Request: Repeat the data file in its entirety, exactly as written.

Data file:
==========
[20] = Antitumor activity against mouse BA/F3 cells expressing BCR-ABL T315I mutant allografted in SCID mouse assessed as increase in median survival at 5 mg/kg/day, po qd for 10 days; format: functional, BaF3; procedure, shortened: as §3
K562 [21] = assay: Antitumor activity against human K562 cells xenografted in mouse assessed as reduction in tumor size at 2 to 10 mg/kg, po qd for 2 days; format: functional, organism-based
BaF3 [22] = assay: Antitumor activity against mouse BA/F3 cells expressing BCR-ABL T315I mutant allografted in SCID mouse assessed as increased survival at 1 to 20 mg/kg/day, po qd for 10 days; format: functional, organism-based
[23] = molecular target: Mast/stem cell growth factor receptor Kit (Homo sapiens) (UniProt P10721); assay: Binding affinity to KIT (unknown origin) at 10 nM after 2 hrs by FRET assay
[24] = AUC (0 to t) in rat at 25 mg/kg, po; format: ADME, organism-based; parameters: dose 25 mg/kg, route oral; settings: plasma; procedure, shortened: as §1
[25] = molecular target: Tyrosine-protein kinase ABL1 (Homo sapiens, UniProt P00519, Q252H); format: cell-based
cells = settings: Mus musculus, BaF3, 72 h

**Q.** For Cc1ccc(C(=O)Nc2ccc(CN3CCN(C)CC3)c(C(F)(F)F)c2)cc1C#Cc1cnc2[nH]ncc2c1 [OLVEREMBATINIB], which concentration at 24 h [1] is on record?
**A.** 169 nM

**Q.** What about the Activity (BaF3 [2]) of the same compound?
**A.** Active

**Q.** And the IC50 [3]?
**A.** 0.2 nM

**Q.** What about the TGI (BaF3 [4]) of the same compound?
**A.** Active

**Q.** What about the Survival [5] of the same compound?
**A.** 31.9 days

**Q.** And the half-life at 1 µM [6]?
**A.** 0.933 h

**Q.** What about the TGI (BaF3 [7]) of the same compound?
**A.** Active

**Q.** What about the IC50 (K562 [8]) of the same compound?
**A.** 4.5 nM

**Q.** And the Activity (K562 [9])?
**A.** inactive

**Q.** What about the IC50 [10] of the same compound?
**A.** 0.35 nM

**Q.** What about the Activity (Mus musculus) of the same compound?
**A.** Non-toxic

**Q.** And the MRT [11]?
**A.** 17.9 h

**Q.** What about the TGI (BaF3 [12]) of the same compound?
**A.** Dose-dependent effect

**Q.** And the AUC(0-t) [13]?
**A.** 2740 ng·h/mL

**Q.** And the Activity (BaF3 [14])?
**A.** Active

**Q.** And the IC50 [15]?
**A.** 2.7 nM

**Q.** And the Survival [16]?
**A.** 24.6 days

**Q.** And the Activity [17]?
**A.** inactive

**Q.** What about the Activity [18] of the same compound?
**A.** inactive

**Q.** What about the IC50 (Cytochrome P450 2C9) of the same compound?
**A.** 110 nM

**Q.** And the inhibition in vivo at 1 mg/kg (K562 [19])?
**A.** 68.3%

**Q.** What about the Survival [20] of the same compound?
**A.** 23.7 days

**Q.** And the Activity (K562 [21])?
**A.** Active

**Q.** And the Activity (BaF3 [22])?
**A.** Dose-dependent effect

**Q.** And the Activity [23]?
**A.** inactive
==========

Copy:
[20] = Antitumor activity against mouse BA/F3 cells expressing BCR-ABL T315I mutant allografted in SCID mouse assessed as increase in median survival at 5 mg/kg/day, po qd for 10 days; format: functional, BaF3; procedure, shortened: as §3
K562 [21] = assay: Antitumor activity against human K562 cells xenografted in mouse assessed as reduction in tumor size at 2 to 10 mg/kg, po qd for 2 days; format: functional, organism-based
BaF3 [22] = assay: Antitumor activity against mouse BA/F3 cells expressing BCR-ABL T315I mutant allografted in SCID mouse assessed as increased survival at 1 to 20 mg/kg/day, po qd for 10 days; format: functional, organism-based
[23] = molecular target: Mast/stem cell growth factor receptor Kit (Homo sapiens) (UniProt P10721); assay: Binding affinity to KIT (unknown origin) at 10 nM after 2 hrs by FRET assay
[24] = AUC (0 to t) in rat at 25 mg/kg, po; format: ADME, organism-based; parameters: dose 25 mg/kg, route oral; settings: plasma; procedure, shortened: as §1
[25] = molecular target: Tyrosine-protein kinase ABL1 (Homo sapiens, UniProt P00519, Q252H); format: cell-based
cells = settings: Mus musculus, BaF3, 72 h

**Q.** For Cc1ccc(C(=O)Nc2ccc(CN3CCN(C)CC3)c(C(F)(F)F)c2)cc1C#Cc1cnc2[nH]ncc2c1 [OLVEREMBATINIB], which concentration at 24 h [1] is on record?
**A.** 169 nM

**Q.** What about the Activity (BaF3 [2]) of the same compound?
**A.** Active

**Q.** And the IC50 [3]?
**A.** 0.2 nM

**Q.** What about the TGI (BaF3 [4]) of the same compound?
**A.** Active

**Q.** What about the Survival [5] of the same compound?
**A.** 31.9 days

**Q.** And the half-life at 1 µM [6]?
**A.** 0.933 h

**Q.** What about the TGI (BaF3 [7]) of the same compound?
**A.** Active

**Q.** What about the IC50 (K562 [8]) of the same compound?
**A.** 4.5 nM

**Q.** And the Activity (K562 [9])?
**A.** inactive

**Q.** What about the IC50 [10] of the same compound?
**A.** 0.35 nM

**Q.** What about the Activity (Mus musculus) of the same compound?
**A.** Non-toxic

**Q.** And the MRT [11]?
**A.** 17.9 h

**Q.** What about the TGI (BaF3 [12]) of the same compound?
**A.** Dose-dependent effect

**Q.** And the AUC(0-t) [13]?
**A.** 2740 ng·h/mL

**Q.** And the Activity (BaF3 [14])?
**A.** Active

**Q.** And the IC50 [15]?
**A.** 2.7 nM

**Q.** And the Survival [16]?
**A.** 24.6 days

**Q.** And the Activity [17]?
**A.** inactive

**Q.** What about the Activity [18] of the same compound?
**A.** inactive

**Q.** What about the IC50 (Cytochrome P450 2C9) of the same compound?
**A.** 110 nM

**Q.** And the inhibition in vivo at 1 mg/kg (K562 [19])?
**A.** 68.3%

**Q.** What about the Survival [20] of the same compound?
**A.** 23.7 days

**Q.** And the Activity (K562 [21])?
**A.** Active

**Q.** And the Activity (BaF3 [22])?
**A.** Dose-dependent effect

**Q.** And the Activity [23]?
**A.** inactive